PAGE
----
Introduction to Conjunctions


Conjunctions from the Spanish in Texas Corpus

conjunction is a word used to link or conjoin words or phrases into a coherent whole. There are two classes of conjunctions: coordinate and subordinate.

Coordinating Conjunctions

A coordinating conjunction coordinates two equivalent elements in a sentence, that is, words belonging to the same grammatical category (nouns + nouns, verbs + verbs, independent clause + independent clause, etc.). The most commonly used coordinating conjunctions in Spanish are:

pero but
o or
y and
entonces so, thus
ni … ni neither … nor
pues then

Le fui y le dije a mi papá que yo quería seguir estudiando y, entonces, él me dijo que no.
I went and told my dad that I wanted to keep studying and then he told me no.

No hablan palabras exactas ni inglés ni español.
They don’t use exact words neither English nor Spanish.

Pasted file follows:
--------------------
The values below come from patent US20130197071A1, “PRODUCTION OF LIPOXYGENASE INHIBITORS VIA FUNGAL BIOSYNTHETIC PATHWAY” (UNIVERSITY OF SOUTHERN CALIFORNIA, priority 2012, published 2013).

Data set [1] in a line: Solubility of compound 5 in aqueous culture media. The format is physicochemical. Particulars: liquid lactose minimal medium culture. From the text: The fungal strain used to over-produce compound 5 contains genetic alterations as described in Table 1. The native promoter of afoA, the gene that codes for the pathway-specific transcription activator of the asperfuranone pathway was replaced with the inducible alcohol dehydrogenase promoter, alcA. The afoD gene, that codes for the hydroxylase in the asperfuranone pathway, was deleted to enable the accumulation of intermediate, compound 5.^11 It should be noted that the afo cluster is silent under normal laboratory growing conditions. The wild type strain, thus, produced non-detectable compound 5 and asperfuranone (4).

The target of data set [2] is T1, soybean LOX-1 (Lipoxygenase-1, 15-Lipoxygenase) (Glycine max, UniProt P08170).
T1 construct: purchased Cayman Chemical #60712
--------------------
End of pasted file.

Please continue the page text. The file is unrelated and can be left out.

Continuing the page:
Subordinating Conjunctions

A subordinating conjunction links an independent clause to a dependent clause. In other words, a subordinating conjunction joins two unequivalent clauses (independent and dependent). An independent clause is any clause that can stand alone to form a grammatical sentence. A dependent clause, on the other hand, cannot stand alone and thus depends on the main clause in order to form a complete thought.

The several commonly used subordinate conjunctions are:

que that
mientras as, while
cuando when
donde where
desde que since (indicating time)
mientras que while, whereas
como since
porque because
apenas as soon as

Uno aprende a ser padre o madre, mientras uno va caminando.
One learns to be a dad or mom as one goes.

Apenas veo que alguien está más a gusto a hablar en español, cuando estoy en el trabajo, es lo que hablo.
As soon as I see that someone is more comfortable speaking in Spanish, when I am at my job, that’s what I speak.